Figure 6: Reflection coefficient () phase and magnitude of the FSS.

Analyzing the reflection magnitude of the FSS superstrate, we can see that the actual is 0.964 when . Putting the FSS structure at the resonant height, the patch antenna can get a high directivity of 18.1 dBi by simulation. According to (11) and (12), the ideal maximum directivity and optimum reflection magnitude should be 23.7 dBi and 0.95, respectively.

It can be predicted from F-P cavity theory that the original FSS design is not optimal, because its reflection magnitude is more than . By adjusting the patch width of the FSS structure, we calculated the corresponding relationship of reflection coefficient magnitude with the antenna directivity, as shown in Figure 7(a). It is revealed that when , the actual maximum directivity of 19.4 dBi can be achieved, which is higher than that of the proposed design [25] by 1.3 dB. The dimension of the modified FSS superstrate is  mm and  mm. The comparisons of the radiated patterns and directivities of the original patch antenna, the patch antenna with the FSS superstrate proposed by [25], and the patch antenna with our improved FSS superstrate, are shown in Figure 8. The comparison of the theoretic calculated by (10) and the actual of FSS simulated by HFSS corresponding to different antenna directivity is shown in Figure 7(b). The good agreement of the two curves furthermore verifies the correction and effectiveness of the optimum reflection magnitude design based on F-P cavity theory.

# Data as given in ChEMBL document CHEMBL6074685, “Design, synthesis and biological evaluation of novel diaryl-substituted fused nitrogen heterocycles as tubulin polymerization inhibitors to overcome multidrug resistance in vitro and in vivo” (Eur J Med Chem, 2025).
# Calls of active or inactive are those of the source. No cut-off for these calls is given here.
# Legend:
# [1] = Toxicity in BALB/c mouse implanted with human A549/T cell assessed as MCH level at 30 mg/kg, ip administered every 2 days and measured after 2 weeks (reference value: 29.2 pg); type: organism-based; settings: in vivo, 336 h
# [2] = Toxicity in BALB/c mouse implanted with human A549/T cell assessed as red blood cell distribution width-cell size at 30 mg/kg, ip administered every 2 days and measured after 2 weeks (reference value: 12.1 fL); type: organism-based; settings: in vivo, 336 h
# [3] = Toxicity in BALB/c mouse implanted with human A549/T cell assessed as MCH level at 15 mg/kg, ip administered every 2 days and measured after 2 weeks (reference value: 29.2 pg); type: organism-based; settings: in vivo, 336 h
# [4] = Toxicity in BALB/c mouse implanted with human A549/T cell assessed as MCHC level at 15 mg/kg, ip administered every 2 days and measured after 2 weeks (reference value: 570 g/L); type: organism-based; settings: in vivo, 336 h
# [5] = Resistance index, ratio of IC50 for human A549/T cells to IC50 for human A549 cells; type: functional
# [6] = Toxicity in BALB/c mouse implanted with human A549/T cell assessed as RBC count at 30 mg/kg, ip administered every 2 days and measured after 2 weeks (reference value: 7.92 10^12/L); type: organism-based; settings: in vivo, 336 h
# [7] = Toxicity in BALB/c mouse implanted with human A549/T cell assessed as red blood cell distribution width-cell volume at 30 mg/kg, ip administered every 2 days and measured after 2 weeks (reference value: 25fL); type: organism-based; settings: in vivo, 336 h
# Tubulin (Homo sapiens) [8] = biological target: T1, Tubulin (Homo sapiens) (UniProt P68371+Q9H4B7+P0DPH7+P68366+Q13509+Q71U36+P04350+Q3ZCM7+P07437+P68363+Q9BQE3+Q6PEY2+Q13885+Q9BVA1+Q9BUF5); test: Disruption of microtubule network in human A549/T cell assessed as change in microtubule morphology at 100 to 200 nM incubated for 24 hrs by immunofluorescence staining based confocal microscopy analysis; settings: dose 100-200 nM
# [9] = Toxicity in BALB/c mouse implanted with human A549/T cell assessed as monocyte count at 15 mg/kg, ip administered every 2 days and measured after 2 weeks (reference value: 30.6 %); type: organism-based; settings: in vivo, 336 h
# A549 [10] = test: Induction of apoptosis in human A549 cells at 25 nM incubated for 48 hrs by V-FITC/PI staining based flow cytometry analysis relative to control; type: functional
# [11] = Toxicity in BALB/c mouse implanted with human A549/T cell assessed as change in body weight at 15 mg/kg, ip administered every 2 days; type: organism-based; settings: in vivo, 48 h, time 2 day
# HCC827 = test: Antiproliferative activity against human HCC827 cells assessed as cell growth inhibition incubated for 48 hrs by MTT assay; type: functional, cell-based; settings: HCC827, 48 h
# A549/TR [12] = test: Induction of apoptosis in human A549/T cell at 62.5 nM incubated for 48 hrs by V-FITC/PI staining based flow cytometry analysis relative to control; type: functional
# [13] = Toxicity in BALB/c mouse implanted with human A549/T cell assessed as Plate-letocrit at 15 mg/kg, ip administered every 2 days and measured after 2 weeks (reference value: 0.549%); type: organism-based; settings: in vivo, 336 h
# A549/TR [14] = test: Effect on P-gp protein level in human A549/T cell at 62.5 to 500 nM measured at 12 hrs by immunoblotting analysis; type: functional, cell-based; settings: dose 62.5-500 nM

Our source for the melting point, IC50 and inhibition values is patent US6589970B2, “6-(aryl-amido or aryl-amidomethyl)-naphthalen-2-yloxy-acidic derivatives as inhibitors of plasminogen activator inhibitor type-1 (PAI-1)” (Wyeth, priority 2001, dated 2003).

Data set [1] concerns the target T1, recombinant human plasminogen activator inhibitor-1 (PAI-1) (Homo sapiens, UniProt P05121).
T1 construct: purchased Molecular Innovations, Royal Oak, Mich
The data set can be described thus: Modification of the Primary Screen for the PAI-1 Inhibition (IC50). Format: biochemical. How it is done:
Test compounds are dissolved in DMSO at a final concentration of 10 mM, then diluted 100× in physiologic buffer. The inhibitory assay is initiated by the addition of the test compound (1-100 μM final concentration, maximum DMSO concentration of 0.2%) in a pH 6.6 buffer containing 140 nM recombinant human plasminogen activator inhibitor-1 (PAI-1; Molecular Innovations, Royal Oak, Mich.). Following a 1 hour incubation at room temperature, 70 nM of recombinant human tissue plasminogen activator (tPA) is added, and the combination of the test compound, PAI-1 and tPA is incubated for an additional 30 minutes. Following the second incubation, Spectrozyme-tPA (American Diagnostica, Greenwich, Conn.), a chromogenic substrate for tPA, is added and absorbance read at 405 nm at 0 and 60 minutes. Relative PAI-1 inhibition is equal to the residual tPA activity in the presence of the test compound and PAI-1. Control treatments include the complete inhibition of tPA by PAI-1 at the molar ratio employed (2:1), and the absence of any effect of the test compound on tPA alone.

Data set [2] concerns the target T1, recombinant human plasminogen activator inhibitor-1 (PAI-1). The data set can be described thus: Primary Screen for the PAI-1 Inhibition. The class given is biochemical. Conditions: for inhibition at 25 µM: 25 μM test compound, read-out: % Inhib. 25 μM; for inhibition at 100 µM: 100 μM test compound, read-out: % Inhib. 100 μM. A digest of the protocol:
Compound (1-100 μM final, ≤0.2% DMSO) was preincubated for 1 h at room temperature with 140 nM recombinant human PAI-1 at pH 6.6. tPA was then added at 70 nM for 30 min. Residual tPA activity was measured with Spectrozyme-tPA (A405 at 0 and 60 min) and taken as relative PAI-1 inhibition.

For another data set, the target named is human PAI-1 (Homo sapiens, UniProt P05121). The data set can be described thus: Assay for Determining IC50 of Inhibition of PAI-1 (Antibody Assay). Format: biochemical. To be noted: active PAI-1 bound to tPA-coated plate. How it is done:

fig7
Figure 7: (a) Directivity of the patch antenna with FSS superstrates versus different , (b) comparison of the theoretic and the actual corresponding to the antenna directivity enhancement.
fig8